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Banding Together for Waterfowl

Fueling the Migration

Ducks and the Farm Bill

During spring, waterfowl need high-quality wetland habitat to fuel their journey to the breeding grounds

By Tina Yerkes, Ph.D.

We’ve all been on those long car trips where the monotony of the highway is broken only by periodic stops for fuel. It’s not very different for migrating waterfowl in spring. Like other travelers, the birds must stop frequently to refuel during their long journey north to the breeding grounds.

Spring migration is taxing, particularly for female waterfowl. The birds need an abundance of food, not only to have the energy to fly long distances but also to store extra fat that is used upon arrival on the breeding grounds. To complicate matters, the wetlands that serve as fuel stations for waterfowl are becoming increasingly scarce along the birds’ migration routes. The landscape over which waterfowl travel has changed dramatically. Many areas have lost more than half their historic wetlands. In the Mississippi Flyway alone, the key migration states    of Iowa, Illinois, Indiana, Ohio, and Missouri have lost as much as 90 percent of their wetlands. With wetland losses continuing at the rate of at least 80,000 acres a year across the United States, migrating ducks may soon be running out of gas, or at least traveling on fumes, on their way to the breeding grounds.

What kind of fuel do waterfowl need during migration? In the fall, waterfowl are focused on getting out of the way of approaching winter weather up north and generally do not make many stops. During this time, ducks consume high-energy carbohydrates like seeds and waste grain, which are plentiful on the way south.

In spring, waterfowl have one thing on their minds—returning north to breed. At some point during the spring migration, ducks shift from eating mainly carbohydrates to proteins. Initially eating seeds provided by natural wetland plants and waste grain in agricultural fields, female ducks switch to eating bugs (aquatic invertebrates) that provide the protein and minerals needed for egg production. Wetlands are the factories and storehouses for these invertebrates. Continued loss and degradation of wetlands mean less food for migrating waterfowl and other birds.

The shortage of spring migration habitat poses immense challenges for waterfowl and other migratory birds. The loss and degradation of existing wetlands must be stopped, and additional habitat must be restored along spring migration routes used by waterfowl. But relatively little is known about this phase in the annual life cycle of waterfowl and how to meet the birds’ needs through landscape-level habitat restoration. DU is addressing these issues through research (see sidebar), by utilizing existing conservation provisions in the 2002 Farm Bill, and by supporting the reauthorization and expansion of these programs in the 2007 Farm Bill currently being crafted in Congress.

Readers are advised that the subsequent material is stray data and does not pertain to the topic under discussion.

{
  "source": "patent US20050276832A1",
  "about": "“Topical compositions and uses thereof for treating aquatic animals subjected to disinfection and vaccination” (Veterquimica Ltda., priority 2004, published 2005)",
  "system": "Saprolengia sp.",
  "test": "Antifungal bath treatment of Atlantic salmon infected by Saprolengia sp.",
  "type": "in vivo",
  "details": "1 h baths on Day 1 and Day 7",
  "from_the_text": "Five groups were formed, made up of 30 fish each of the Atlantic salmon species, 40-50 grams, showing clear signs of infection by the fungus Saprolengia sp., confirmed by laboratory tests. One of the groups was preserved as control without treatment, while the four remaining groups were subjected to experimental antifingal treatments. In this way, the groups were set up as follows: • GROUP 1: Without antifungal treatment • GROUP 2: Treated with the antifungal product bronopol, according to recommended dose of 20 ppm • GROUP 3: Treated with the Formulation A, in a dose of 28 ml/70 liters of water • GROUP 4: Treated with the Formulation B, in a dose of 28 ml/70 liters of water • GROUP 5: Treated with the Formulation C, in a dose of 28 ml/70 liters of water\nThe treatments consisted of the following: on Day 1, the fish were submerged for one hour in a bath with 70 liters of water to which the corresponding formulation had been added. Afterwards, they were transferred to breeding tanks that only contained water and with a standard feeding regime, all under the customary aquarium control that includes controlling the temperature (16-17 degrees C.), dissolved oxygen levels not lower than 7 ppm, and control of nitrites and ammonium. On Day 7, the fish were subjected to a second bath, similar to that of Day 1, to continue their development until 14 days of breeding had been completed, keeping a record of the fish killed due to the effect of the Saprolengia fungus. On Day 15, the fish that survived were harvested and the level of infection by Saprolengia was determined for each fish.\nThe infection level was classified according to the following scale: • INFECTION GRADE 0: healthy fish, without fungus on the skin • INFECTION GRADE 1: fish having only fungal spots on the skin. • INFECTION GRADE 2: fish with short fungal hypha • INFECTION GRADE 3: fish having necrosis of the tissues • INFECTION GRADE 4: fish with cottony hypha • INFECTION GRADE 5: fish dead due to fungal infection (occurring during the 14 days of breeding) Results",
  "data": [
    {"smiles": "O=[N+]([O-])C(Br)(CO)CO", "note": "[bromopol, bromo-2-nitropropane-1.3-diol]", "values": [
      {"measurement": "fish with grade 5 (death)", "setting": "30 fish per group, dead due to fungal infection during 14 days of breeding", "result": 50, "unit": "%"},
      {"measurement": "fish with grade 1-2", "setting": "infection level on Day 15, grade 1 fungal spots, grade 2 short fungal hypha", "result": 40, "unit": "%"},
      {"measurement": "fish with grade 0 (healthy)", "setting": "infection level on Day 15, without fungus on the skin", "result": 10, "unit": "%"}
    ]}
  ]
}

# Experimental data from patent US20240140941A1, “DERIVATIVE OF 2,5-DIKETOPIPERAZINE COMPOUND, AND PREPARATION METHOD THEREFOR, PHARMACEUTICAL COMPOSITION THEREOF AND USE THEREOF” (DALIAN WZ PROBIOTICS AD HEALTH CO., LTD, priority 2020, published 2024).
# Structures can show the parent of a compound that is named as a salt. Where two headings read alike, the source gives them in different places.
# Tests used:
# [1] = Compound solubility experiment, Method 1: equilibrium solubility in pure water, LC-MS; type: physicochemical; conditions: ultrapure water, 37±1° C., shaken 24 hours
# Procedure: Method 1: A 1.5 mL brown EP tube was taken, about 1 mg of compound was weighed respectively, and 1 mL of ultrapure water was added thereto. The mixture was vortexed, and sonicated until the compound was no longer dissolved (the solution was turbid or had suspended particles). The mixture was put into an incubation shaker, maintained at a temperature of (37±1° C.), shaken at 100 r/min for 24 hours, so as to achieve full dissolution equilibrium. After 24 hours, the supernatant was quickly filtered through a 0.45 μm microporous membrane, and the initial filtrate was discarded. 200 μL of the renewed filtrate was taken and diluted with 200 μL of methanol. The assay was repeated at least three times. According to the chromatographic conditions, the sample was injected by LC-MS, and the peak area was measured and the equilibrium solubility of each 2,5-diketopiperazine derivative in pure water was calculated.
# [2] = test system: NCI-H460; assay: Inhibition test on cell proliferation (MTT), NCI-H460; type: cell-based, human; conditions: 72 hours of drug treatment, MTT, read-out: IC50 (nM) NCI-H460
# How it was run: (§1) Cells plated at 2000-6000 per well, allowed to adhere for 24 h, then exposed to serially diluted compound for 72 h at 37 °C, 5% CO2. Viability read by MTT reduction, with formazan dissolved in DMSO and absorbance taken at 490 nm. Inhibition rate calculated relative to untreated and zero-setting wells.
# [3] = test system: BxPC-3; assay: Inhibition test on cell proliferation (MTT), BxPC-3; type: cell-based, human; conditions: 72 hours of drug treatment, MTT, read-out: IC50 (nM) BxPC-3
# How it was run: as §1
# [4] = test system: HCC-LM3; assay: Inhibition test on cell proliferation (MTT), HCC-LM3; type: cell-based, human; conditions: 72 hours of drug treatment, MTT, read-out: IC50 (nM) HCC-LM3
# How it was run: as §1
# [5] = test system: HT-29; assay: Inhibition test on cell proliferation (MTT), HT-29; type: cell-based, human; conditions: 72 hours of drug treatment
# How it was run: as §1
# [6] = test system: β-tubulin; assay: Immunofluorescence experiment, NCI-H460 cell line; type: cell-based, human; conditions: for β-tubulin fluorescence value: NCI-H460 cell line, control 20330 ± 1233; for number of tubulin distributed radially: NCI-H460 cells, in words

With the majority of North America’s remaining wetlands in private ownership, cooperation with farmers and ranchers is essential to meeting the habitat needs of waterfowl in the spring and throughout the year. Farm Bill conservation programs provide much-needed federal funds to private landowners willing to restore wildlife habitat on marginal cropland. The 2002 Farm Bill has been very helpful in restoring spring migration habitat, primarily through the Wetlands Reserve Program (WRP), as well as other incentive-based programs that encourage farmers and ranchers to meet environmental challenges on their lands.

WRP is a voluntary program that provides landowners with incentives  to restore and protect wetlands on marginal, flood-prone, restorable agricultural lands. From the outset, WRP has been highly popular with landowners, and the demand for enrolling land in the program has far exceeded available funding. Under WRP, landowners enroll land in 10-year, 30-year, or permanent easements. In return, they receive financial assistance in the form of easement payments and cost sharing on habitat restoration activities. Landowners continue to control access to their land, which can include hunting and fishing.


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